The blade is nearly 4″, just a scoche under, and features a pointed Tanto-style blade with scalloped serrations CRKT calls “Veff Serrations”. The blade features your conventional thumbstuds for opening, but I prefer to use the “flippers”. The flippers are these lumps of steel that hang out from either side of the base of the blade. They serve to help open the knife quickly, especially when you don’t have the dexterity or fine motor skills( e.g, when its wet and you have gloves on) to use the thumbstuds. They also serve as a very fine hilt, so you don’t cut all your digits off when involved in cutting or thrusting into something.I like most of my fingers, so I find this to be a very neat feature.

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The unique Veff Serrations and the “flippers” help to make difficult tasks, such as cutting this nylon rope, much easier.

    The blade is made from 8Cr14 MOV steel and according to the website, has a Rockwell hardness rating of 58-59, which if you don’t know, is pretty stinkin’ hard. but not yet brittle. Because of the steel involved and the hardness, the blade will sharpen up to literal razor sharpness and will stay that way through extended and rough use.  The serrations are deep and uniquely scalloped. I am not sure sure if that was by design or for cosmetic reasons, but I have found, that it is a vast improvement when I am cutting wire or thick rope over conventional serrations.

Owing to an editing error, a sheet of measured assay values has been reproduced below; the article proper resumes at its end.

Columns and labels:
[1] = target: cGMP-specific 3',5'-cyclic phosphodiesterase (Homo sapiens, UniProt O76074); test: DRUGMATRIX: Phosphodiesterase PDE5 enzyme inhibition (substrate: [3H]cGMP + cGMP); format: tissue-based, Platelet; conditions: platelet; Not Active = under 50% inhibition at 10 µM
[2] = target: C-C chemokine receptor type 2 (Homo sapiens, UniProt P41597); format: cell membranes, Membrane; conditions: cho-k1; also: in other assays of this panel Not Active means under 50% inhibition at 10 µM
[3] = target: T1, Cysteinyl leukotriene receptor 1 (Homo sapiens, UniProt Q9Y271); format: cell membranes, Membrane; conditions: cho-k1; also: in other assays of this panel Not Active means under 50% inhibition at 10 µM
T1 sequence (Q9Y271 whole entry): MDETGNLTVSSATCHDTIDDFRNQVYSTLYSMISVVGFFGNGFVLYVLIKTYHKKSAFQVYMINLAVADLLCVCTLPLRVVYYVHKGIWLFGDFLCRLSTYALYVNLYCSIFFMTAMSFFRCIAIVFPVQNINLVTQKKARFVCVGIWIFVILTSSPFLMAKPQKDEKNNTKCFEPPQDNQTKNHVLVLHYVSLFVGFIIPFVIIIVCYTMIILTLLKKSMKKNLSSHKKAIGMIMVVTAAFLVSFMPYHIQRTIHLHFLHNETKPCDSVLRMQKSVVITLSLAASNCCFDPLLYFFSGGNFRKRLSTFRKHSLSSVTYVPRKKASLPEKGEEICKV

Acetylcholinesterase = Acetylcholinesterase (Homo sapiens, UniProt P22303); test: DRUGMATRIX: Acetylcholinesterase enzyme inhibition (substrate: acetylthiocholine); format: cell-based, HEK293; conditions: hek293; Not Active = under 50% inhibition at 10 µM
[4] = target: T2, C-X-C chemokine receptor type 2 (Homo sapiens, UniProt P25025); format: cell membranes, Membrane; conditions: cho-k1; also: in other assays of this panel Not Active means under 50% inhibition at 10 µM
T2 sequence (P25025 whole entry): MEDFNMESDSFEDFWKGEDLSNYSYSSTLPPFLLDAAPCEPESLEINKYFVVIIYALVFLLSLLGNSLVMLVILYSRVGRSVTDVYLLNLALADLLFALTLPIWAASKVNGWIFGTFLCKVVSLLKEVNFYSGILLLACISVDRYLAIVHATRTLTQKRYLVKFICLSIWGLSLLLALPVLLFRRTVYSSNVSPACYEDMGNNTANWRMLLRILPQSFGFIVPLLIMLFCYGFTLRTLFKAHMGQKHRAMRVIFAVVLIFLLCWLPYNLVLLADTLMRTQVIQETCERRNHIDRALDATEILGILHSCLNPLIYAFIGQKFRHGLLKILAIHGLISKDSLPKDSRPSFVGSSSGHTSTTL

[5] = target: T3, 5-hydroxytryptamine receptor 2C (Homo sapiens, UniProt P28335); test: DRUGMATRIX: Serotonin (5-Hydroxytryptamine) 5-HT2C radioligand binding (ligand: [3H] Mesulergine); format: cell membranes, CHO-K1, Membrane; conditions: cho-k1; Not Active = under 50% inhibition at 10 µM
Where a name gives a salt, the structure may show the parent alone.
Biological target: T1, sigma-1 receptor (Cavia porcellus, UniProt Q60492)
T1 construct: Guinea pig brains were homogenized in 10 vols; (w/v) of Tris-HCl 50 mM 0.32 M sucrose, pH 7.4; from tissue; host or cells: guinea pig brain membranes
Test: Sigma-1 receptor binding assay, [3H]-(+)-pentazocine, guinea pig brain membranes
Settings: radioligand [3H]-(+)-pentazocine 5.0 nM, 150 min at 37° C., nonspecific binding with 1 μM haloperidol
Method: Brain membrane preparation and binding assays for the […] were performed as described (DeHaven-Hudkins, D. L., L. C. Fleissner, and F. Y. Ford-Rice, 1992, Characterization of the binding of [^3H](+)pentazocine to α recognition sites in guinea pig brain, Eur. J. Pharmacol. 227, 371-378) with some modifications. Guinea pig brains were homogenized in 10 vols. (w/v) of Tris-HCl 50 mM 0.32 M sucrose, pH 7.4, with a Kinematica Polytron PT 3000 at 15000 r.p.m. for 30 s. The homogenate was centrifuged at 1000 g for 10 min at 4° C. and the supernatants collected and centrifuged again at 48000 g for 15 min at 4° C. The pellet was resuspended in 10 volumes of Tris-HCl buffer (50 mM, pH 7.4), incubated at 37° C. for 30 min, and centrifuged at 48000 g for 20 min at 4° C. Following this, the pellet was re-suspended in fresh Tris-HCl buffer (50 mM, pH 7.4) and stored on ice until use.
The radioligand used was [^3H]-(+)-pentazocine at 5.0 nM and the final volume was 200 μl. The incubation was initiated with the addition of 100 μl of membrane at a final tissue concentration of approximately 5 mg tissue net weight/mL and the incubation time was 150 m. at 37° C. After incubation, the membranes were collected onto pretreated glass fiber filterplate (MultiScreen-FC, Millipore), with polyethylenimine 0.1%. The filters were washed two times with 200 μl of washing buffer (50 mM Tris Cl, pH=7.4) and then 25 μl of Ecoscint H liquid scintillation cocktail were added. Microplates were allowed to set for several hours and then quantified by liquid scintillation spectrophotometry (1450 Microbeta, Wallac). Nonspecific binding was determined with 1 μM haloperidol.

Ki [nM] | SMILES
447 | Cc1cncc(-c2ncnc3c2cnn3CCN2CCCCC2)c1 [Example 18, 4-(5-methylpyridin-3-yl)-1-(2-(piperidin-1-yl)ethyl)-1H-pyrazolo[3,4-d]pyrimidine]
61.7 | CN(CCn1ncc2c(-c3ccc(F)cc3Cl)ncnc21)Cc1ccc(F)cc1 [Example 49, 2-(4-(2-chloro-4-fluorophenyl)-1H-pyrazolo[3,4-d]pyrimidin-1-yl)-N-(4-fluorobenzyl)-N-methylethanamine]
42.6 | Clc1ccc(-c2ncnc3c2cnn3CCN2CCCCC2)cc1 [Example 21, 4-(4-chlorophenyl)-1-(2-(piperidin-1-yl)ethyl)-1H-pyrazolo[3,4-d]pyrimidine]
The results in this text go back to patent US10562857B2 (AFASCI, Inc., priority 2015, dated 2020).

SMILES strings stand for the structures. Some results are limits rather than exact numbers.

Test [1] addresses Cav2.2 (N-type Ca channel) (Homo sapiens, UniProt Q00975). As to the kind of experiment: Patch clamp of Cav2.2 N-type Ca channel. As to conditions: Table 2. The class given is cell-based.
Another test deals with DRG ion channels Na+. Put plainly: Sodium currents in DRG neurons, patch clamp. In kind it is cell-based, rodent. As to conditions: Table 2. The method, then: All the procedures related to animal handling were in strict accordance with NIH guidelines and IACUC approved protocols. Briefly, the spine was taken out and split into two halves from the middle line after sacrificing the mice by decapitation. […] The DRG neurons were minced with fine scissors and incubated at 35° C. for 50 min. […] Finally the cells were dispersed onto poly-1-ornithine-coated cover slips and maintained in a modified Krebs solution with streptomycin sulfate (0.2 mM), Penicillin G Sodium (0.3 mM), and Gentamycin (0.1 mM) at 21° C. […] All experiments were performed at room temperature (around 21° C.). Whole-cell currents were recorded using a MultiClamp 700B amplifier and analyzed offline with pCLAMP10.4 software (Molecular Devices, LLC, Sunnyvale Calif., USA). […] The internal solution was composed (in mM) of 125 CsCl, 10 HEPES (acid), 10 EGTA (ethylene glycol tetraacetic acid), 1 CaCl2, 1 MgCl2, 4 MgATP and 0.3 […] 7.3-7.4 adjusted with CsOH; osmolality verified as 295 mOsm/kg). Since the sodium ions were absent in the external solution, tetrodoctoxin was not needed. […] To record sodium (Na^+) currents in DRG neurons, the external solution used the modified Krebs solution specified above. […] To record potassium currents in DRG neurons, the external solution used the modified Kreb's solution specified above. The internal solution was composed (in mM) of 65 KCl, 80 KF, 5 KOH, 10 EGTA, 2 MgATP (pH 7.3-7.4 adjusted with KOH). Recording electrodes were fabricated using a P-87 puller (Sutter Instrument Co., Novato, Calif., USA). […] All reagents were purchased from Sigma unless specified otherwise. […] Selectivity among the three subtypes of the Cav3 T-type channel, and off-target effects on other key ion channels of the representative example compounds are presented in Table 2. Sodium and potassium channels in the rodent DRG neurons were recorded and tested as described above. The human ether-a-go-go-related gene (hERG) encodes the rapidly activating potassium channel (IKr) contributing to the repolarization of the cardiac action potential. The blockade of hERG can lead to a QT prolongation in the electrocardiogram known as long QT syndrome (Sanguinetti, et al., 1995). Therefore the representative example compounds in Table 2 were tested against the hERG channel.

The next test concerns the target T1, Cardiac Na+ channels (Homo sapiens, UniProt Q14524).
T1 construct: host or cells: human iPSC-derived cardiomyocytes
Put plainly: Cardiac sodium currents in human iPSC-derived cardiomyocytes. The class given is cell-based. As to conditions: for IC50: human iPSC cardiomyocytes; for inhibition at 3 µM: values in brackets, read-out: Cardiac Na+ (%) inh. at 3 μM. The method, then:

Regardless of how tough a knife it  is, you still need to take care of it. Mine gets sticky, dirt covered, lint covered, and after a while the edge will dull. For maintenance I typically take the whole knife apart and clean every part like I would my CCW pistol. I then sharpen the blade with lubricant and a diamond stone. Looks brand new after every cleaning. 

After five+ years of owning and using this knife, I can say that I am very much a fan. It is apparent that this knife was designed, from the ground up, for hard work and rough jobs. It eats up abuse with aplomb. It has opened up everything from mail to MRE boxes to steel banded-bundles of rail road ties. it has served a screwdriver, a saw, and a fork. It has taken care of hangnails, and even helped me butcher a hog last year. It is my EDC knife and has definitely been a live saver on a couple of occasions. If in a worst case scenario, I were thrust into a self defense scenario, and all I had was my CRKT, I’d be alot more worried for the other guy. Granted, it’s not the best bushcraft knife, or fighting knife, or field dressing knife, or multi-tool. It is not the be-all-end-all knife that will do everything. But boy, is it close!

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Mil-Spec Trigger vs Geissele GS2

Hey Everyone! This is a little bit different direction that what I’m used to, but we are going to see how it works. I shot my first video, and uploaded it to YouTube. It is veeeerrrrrrry basic, so be gentle. I am highlighting the differences between the stock OEM trigger in one of my ARs versus the new Geissele GS2 I just installed. Let me tell you that there is a VAST improvement over the Mil-Spec trigger. I am very excited to see how well it shoots now.

Here is the link:     Mil-Spec Trigger vs Geissele GS2